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USDA report doesn't shed light on crop size

Washington - The recent round of crop reports from the Department of Agriculture have done little to assure commodity markets of the size of this year's harvest.

The Department of Agriculture’s August Crop Production report surprised commodity markets, sending corn futures lower. American Farm Bureau Chief Economist John Newton says the market didn’t expect the amount of planted corn acres in the report.

The crop report showed us that we had about 90 million acres of corn planted this year, that was down only about 1.7 million acres from the June acreage estimate. I think all eyes were on the corn number. Many in the trade expected that to be about 86 million acres and a yield of 164, and we saw a yield of 169.5. It left a lot of folks scratching their head on these particular numbers,” said Newton.

The acreage numbers from USDA NASS don’t match Farm Service Agency data. However, Newton says the gap of five million planted acres will decline.

Five million acres is as of their August crop estimate. They’re going to update that again in September, October, all the way through January, usually the gap between the FSA and NASS number starts to narrow as we get towards January. So, while it’s five million acres today, it’s definitely going to shrink, and I think we will converge closer to that NASS 90 million acres number. But then the big question is what’s our harvested area going to be,” added Newton.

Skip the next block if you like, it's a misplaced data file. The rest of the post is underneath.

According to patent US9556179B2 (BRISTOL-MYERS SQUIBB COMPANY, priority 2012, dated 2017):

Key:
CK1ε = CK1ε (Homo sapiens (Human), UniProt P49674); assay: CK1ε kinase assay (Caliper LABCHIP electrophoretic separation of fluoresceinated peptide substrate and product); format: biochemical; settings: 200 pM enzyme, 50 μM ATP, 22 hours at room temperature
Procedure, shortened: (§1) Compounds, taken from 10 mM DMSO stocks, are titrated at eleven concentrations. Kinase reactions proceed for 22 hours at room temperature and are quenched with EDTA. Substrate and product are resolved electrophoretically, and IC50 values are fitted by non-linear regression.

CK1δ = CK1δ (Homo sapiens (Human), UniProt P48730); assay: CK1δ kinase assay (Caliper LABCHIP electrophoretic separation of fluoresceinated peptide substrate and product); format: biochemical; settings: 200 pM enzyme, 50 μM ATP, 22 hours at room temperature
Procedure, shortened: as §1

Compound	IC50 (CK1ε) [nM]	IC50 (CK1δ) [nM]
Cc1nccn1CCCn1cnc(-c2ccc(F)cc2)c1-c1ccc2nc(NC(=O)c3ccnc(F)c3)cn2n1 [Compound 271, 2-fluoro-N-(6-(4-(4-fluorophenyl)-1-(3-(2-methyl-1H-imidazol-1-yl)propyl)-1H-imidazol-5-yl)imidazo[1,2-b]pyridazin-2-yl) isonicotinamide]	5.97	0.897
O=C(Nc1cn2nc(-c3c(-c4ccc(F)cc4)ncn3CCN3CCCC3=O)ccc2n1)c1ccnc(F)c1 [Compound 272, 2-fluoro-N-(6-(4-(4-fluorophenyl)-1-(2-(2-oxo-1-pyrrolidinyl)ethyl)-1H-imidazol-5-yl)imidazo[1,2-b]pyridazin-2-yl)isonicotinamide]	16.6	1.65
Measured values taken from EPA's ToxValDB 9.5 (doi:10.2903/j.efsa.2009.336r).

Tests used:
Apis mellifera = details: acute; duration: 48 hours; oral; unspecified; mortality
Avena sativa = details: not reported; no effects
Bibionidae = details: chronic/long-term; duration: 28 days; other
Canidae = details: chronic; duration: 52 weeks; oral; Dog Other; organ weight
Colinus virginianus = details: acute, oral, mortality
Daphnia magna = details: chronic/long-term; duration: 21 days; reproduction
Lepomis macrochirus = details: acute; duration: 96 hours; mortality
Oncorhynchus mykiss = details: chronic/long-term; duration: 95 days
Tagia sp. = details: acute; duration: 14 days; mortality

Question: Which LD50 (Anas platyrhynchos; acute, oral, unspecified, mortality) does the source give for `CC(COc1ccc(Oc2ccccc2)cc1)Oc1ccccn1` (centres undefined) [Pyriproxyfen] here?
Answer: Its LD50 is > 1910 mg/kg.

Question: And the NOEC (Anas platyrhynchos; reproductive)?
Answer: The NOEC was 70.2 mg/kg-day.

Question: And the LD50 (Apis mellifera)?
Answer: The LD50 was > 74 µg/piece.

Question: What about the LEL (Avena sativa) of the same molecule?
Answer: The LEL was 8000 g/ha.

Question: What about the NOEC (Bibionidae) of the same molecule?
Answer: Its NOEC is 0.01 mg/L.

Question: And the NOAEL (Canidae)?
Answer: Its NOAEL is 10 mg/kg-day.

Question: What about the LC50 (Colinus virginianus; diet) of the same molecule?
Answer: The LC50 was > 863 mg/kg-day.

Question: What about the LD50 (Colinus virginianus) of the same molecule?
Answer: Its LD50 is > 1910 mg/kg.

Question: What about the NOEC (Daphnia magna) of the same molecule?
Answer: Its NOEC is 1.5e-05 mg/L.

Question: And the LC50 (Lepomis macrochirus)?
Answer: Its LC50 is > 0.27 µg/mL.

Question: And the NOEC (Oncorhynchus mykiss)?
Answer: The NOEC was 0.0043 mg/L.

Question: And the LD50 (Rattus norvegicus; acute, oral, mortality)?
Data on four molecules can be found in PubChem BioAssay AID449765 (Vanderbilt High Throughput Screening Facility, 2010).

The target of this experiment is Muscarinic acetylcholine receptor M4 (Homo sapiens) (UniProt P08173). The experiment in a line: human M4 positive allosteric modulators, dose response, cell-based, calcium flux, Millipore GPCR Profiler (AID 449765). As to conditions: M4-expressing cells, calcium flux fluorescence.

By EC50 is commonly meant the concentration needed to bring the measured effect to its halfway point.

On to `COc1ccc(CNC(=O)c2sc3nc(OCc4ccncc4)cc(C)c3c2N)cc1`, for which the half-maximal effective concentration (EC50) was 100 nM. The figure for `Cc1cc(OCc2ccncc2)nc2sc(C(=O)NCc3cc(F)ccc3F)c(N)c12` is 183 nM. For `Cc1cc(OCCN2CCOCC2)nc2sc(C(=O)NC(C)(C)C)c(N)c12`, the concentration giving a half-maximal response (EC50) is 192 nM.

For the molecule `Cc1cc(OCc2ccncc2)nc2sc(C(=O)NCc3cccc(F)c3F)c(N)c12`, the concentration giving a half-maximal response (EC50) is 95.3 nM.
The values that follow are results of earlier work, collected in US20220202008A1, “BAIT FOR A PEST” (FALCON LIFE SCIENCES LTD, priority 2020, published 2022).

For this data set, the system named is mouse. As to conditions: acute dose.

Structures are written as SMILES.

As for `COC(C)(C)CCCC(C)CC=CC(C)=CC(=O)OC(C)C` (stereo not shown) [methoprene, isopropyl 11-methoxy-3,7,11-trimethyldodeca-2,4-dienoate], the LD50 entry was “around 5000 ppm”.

Economists and market watchers say it's important to watch the yield numbers in following reports.

I had an opportunity to visit with Indiana Farm Bureau members and they’re talking about yield declines of 20 percent. That’s larger than USDA’s 12 percent. So, I think the yield number in September’s objective yield survey is where all eyes are going to be from now on,” said Newton.

Economists say the marketing year is far from over. Many think that planted acres are probably correct, but its hard to know the exact harvested acres and yields will be come harvest time.  With all the late planting, weather needs to stay warm longer than normal and an early frost could hit the market in a big way. Farmers know that so much can happen, good and bad before 2019 harvest.